Leadership Skills : What is It and Why Do You Need It?

Have you ever wondered how it is that some people seem to have enough time to do everything that they want to, whereas others are always rushing from task to task, and never seem to finish anything?
 
Time management is the ability to use your time productively and efficiently. You could also think of it as the art of having time to do everything that you need, without feeling stressed about it. It sounds simple, but it is much harder in practice. This page explains some of the principles behind good time management.

The Importance of Time Management

Time management skills are essential because few, if any, of us ever have enough time to do everything that is asked of us, or that we want to do.

Time management is defined as using your time productively and efficiently—but what about when you are working as productively as possible, and you still can’t get everything done? It may be better to think about time management as a combination of working productively and prioritising your time.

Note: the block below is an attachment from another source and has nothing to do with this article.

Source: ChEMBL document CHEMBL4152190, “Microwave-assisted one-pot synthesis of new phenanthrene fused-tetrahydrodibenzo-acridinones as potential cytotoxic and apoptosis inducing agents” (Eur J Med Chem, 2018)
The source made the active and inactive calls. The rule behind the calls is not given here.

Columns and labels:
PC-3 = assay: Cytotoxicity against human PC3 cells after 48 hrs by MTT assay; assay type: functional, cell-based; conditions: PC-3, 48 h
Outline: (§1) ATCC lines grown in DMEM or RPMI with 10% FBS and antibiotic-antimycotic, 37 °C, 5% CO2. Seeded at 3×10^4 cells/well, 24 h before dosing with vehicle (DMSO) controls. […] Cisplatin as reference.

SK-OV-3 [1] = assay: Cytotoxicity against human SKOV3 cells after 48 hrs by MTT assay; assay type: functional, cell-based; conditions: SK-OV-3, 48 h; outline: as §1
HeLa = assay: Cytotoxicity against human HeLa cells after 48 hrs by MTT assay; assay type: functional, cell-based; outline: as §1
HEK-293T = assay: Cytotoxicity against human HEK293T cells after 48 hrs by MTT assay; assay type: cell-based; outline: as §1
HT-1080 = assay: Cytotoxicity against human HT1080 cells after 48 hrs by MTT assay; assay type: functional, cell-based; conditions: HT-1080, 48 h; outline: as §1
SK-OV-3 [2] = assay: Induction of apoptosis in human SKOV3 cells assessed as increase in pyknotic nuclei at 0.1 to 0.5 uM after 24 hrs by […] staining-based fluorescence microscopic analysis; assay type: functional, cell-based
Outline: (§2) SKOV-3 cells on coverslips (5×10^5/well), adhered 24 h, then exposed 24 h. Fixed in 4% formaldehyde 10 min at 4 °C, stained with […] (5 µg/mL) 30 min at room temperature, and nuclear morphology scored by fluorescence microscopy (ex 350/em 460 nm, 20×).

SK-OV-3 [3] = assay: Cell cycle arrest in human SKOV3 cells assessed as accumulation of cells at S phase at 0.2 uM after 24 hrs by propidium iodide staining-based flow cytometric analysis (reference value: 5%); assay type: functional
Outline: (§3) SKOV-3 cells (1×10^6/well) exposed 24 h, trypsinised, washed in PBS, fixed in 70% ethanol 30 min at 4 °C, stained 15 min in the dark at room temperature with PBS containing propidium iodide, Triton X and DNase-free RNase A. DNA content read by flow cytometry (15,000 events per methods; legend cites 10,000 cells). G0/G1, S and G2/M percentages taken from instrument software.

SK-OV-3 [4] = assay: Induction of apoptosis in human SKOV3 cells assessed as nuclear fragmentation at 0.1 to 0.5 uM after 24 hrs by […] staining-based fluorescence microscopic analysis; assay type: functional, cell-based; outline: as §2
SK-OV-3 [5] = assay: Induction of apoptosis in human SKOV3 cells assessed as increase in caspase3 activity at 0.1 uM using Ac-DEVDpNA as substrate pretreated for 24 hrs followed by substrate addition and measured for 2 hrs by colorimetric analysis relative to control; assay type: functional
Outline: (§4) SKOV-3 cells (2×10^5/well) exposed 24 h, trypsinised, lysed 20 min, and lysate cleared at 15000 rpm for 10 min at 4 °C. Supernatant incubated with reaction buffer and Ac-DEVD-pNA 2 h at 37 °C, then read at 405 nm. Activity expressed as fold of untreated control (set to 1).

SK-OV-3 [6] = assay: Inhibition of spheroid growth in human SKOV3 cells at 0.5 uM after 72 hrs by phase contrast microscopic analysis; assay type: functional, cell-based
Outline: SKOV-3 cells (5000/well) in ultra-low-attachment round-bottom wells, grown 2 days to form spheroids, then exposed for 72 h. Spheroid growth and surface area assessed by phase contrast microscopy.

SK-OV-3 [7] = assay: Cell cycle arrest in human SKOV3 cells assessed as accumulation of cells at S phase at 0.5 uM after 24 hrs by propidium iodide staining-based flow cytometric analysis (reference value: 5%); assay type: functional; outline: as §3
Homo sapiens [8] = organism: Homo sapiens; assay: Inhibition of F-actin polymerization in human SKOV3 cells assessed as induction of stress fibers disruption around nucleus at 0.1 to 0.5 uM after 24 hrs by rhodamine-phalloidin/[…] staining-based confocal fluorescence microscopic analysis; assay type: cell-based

In other words, people who are good at time management are good at getting on and doing things. They are also, however, better at prioritising, and working out what really needs doing—and then discarding the other things.

They can do this because they understand the difference between urgent and important.

  • Urgent’ tasks demand your immediate attention, but whether you actually give them that attention may or may not matter.

  • ‘Important’ tasks matter, and not doing them may have serious consequences for you or others.

Further Principles of Good Time Management

The priority matrix is therefore key to prioritising your workload. However, time management is more than just prioritisation: it is also about being able to work more productively. There are a number of other ways in which you can improve your efficiency and productivity.

  • Use A ‘To Do’ List
  • Keep Tidy
  • Pick Your Moment
  • Don’t Procrastinate, but Do Ask Why You’re Tempted
  • Don’t Try to Multi-task